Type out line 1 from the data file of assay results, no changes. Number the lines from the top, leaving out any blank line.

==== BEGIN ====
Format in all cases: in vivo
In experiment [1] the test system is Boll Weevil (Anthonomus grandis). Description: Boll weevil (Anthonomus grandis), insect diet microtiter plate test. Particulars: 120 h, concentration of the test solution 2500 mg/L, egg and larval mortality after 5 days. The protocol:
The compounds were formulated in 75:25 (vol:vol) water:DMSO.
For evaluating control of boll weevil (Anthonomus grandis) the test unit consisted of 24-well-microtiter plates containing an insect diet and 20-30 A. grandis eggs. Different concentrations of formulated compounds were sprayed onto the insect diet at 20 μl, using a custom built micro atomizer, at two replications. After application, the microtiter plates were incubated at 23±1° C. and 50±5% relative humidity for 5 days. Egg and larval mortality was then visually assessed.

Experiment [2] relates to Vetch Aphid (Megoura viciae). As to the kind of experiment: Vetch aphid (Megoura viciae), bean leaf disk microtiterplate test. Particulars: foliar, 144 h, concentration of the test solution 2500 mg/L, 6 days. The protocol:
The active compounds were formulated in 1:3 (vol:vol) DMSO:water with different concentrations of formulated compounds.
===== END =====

Format in all cases: in vivo